The Supreme Court of New Zealand has revoked registration of one of
the Lacoste crocodile trademarks, on the basis that Lacoste had not made
genuine use of the particular trademark for over three years.
This decision, handed down in February 2017, is extremely significant for
brand-dependent traders in New Zealand and is a reminder about good
practice for traders elsewhere. It sets a high threshold for what counts as
“genuine use” of trademarks. It also brings New Zealand in line with UK and
EU case law.
The rise of the crocodile
René Lacoste was a famous
French tennis player of the 1930s.
His nickname, Crocodile, was said
to convey the tenacity he displayed
on the tennis court. He developed
a business distributing shirts
embroidered with a crocodile design.
Lacoste is the successor business.
Its “crocodile” trademarks are
registered in many jurisdictions,
among them New Zealand,
Australia, Germany, Spain and
the United Kingdom.
One of the trademarks it owns is
New Zealand trademark 70068:
Crocodile International PTE Ltd,
the applicant in the revocation
application, is incorporated in
Singapore. It produces and sells
garments. There are other, originally
associated Crocodile companies.
Crocodile International and the other
Crocodile companies used various
crocodile-related trademarks in Asia
star ting in 1947, including marks
identical to New Zealand trademark
70068. These marks are well known
in some Asian jurisdictions.
Lacoste acquires and parks the mark
There have been a number of legal skirmishes between
Crocodile companies and Lacoste over branding. Lacoste in
2003 acquired trademark 70068 from Crocodile Garments
Ltd, which was not under common control with Crocodile
Lacoste never used trademark 70068. Lacoste did use a
variety of other registered marks with crocodiles in them,
but those marks were visually different from 70068. It had
two device marks:
It also had the word mark “CROCODILE”.
Crocodile International applied to have mark
70068 revoked for non-use.
It's not just the central idea and message
Lacoste accepted that it had never
used the particular mark in the exact
form that was registered. But it argued
that its use of the other crocodile
marks was use of 70068 on the basis
that its other marks, while differing in
elements, did not alter the distinctive
character of mark 70068. The central
idea and message was “crocodile” and
it was using that.
The Supreme Court of New Zealand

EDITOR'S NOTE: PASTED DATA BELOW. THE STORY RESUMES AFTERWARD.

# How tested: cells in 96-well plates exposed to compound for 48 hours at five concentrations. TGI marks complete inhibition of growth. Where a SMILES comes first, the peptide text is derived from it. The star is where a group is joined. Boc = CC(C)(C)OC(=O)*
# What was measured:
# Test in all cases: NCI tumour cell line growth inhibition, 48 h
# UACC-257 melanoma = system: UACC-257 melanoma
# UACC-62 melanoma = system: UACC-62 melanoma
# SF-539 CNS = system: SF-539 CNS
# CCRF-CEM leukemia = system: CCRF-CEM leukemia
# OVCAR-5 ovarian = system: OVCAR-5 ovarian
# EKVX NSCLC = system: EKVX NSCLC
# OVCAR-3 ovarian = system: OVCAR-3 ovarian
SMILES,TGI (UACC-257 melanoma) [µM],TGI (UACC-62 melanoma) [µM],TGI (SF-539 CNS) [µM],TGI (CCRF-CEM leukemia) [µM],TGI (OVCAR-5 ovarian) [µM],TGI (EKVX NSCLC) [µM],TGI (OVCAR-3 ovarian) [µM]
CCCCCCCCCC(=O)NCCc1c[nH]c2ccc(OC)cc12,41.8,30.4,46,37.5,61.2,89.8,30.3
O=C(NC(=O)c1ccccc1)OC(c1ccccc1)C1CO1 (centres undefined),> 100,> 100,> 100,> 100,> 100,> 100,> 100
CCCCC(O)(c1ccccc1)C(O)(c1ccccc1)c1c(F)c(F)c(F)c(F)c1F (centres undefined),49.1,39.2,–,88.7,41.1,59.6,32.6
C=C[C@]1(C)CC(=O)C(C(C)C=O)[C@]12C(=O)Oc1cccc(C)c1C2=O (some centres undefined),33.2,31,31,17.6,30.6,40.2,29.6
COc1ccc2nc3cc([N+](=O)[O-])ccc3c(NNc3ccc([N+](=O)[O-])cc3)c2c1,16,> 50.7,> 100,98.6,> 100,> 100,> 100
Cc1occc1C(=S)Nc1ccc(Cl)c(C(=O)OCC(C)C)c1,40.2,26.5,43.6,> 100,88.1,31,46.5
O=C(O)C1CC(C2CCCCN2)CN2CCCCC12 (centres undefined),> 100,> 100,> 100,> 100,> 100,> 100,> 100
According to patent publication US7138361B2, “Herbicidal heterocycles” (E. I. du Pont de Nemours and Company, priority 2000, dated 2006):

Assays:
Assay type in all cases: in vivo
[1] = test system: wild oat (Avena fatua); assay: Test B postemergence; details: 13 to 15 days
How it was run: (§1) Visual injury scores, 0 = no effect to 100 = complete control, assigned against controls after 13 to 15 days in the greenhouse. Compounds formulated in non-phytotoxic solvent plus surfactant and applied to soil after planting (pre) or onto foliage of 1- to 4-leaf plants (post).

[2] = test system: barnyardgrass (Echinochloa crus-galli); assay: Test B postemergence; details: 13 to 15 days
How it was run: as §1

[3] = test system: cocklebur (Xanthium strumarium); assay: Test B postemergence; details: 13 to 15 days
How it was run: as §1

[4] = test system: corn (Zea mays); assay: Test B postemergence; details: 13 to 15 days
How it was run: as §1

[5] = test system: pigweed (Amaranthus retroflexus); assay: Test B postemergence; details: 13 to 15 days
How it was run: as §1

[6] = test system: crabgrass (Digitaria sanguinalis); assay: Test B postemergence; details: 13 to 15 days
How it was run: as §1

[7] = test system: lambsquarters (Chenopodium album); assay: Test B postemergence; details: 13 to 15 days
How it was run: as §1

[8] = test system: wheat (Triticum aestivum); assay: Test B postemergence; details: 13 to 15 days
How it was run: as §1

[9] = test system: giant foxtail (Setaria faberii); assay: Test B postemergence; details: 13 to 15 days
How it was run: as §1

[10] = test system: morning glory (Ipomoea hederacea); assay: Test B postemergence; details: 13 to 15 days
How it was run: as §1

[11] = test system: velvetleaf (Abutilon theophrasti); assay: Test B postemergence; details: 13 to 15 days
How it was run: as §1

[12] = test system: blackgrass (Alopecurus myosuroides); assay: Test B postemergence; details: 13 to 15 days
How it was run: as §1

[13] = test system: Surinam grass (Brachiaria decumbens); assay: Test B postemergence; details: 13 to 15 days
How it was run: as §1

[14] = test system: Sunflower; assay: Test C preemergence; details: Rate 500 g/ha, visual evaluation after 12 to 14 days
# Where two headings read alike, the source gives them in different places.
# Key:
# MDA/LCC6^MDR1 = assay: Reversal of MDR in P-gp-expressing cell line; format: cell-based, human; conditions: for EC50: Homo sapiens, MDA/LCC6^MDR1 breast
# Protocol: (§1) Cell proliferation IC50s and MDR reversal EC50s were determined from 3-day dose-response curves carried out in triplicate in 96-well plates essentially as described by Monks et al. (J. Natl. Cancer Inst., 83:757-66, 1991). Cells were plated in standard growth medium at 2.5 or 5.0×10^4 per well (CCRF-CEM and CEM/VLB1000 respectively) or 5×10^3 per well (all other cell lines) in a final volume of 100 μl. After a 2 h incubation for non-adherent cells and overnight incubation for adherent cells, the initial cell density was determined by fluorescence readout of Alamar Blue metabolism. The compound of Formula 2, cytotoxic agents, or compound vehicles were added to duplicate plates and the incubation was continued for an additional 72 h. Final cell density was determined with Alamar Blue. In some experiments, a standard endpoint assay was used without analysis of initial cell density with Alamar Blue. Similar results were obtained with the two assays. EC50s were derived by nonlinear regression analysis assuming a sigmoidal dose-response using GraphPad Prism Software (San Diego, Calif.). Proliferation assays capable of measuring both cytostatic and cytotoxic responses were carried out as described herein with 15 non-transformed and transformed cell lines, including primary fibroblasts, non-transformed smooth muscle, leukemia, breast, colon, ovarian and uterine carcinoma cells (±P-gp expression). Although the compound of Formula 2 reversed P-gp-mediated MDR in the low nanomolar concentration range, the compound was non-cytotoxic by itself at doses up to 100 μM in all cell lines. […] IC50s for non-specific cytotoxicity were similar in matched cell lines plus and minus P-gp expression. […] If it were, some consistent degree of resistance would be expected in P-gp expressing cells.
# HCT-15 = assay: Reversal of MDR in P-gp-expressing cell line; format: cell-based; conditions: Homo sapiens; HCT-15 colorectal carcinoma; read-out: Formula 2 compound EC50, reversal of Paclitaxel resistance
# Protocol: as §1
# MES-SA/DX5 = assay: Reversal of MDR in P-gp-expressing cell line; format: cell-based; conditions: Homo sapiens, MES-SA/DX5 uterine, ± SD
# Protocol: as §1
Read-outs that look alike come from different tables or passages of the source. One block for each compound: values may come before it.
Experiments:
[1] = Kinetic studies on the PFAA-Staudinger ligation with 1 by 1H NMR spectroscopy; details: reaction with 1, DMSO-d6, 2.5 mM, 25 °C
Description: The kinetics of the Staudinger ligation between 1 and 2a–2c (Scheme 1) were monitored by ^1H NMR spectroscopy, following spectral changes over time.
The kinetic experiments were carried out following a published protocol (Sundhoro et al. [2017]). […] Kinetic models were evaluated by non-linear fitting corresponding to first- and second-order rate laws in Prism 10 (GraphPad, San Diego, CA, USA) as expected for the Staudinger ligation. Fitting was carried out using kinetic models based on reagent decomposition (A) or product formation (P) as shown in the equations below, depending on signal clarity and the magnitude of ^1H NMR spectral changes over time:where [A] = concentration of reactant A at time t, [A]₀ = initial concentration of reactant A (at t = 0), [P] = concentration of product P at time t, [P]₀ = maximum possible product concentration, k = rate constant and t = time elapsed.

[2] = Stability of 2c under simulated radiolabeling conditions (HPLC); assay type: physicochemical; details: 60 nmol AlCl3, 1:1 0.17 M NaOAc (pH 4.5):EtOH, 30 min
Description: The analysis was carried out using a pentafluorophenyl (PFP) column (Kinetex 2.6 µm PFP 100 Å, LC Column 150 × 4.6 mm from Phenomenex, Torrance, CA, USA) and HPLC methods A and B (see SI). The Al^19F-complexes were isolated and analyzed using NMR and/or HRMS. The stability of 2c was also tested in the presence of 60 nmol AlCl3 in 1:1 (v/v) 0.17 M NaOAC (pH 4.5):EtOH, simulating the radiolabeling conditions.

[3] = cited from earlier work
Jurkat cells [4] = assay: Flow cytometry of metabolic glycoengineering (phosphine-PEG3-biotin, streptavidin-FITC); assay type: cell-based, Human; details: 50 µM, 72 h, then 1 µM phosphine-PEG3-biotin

disagreed. Explaining the test for
determining the “distinctive character”
of trademarks in relation to their use,
it rejected Lacoste’s argument that
the “central message” of this mark
was “crocodile” and that use of other
marks which had the central concept
or message of “crocodile” was enough
to establish use of mark 70068.
The Court said that the marks being
used by Lacoste were obviously visually
different from mark 70068 in various
ways and that in determining whether
a mark is being used, one must look
more widely than simply the “central
idea and message” of the mark. Doing
that, the Court said, risked ignoring
or downplaying potentially significant
visual differences between trademarks.
The “central message” approach
would also risk extending too far
the protection enjoyed by traders
that own trademarks. It would allow
a trader to register trademarks for
multiple representations of an item
or symbol (or in this case an animal),
use only one representation, yet
retain protection over all of the marks
despite not using them.
Why revoke unused marks?
The Court discussed the public
policy behind not allowing unused
marks to remain on the trademarks
register. It noted that allowing
a single registration to remain,
unused, would produce large “nogo”
zones, creating a barrier to new
market entrants. Furthermore, the
economic logic behind trademarks
is “reap and sow”: a trader’s labour
in developing recognition of a
brand should be rewarded through
trademark protection. If there is
no use (“sowing”) of a trademark
leading to building a brand, there
are no benefits to “reap” from the
trademark. Indeed, New Zealand
policy opposes maintaining unused
trademarks on the trademarks
The court also ruled that if a mark has
not been used, New Zealand courts do
not have a general residual discretion
to decline to revoke. An unused mark
must be revoked if an application for
revocation is made.
When refreshing your marks: takeaways
The central lesson is that regular
review, scrutiny and refreshment
of your trademark portfolio is
vital. For the reasons explained in
the Lacoste case, if you don’t use a
trademark for an extended period,
you run the risk of revocation.
Businesses that refresh their brands
need to ensure they update their
trademarks to avoid the risk of old
marks being revoked for non-use.
It’s easy to overlook this.
It is not good enough to use a
freshened mark that is similar to
the old mark but uses only some of
its elements. Ensure that the marks
you use include elements which fully
retain the distinctive character of the
trademark as registered.
As well, it is generally good practice
to obtain new trademarks for the
Finally, New Zealand trademark law,
in using the prior “central message”
approach, was out of step with other
jurisdictions including the UK and
Australia. This decision gets it back in
line with UK and EU law.